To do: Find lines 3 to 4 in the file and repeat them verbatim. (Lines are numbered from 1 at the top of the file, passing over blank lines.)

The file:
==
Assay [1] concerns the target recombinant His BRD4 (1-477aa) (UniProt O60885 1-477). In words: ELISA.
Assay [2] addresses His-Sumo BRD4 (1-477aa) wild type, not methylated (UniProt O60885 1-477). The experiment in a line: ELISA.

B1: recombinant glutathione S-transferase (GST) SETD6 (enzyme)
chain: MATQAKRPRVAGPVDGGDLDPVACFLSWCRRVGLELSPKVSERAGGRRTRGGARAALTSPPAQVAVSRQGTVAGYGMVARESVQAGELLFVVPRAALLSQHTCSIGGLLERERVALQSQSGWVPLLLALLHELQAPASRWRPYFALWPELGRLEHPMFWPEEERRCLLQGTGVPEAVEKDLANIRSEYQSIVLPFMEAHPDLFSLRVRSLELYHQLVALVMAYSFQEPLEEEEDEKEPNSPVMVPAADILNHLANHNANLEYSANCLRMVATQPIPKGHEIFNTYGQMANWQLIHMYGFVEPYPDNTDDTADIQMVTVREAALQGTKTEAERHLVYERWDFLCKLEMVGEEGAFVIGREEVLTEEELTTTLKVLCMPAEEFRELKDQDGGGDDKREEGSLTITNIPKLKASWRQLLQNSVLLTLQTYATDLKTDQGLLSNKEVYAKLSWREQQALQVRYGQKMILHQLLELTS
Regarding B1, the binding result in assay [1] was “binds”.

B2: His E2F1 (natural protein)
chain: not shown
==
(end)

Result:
B1: recombinant glutathione S-transferase (GST) SETD6 (enzyme)
chain: MATQAKRPRVAGPVDGGDLDPVACFLSWCRRVGLELSPKVSERAGGRRTRGGARAALTSPPAQVAVSRQGTVAGYGMVARESVQAGELLFVVPRAALLSQHTCSIGGLLERERVALQSQSGWVPLLLALLHELQAPASRWRPYFALWPELGRLEHPMFWPEEERRCLLQGTGVPEAVEKDLANIRSEYQSIVLPFMEAHPDLFSLRVRSLELYHQLVALVMAYSFQEPLEEEEDEKEPNSPVMVPAADILNHLANHNANLEYSANCLRMVATQPIPKGHEIFNTYGQMANWQLIHMYGFVEPYPDNTDDTADIQMVTVREAALQGTKTEAERHLVYERWDFLCKLEMVGEEGAFVIGREEVLTEEELTTTLKVLCMPAEEFRELKDQDGGGDDKREEGSLTITNIPKLKASWRQLLQNSVLLTLQTYATDLKTDQGLLSNKEVYAKLSWREQQALQVRYGQKMILHQLLELTS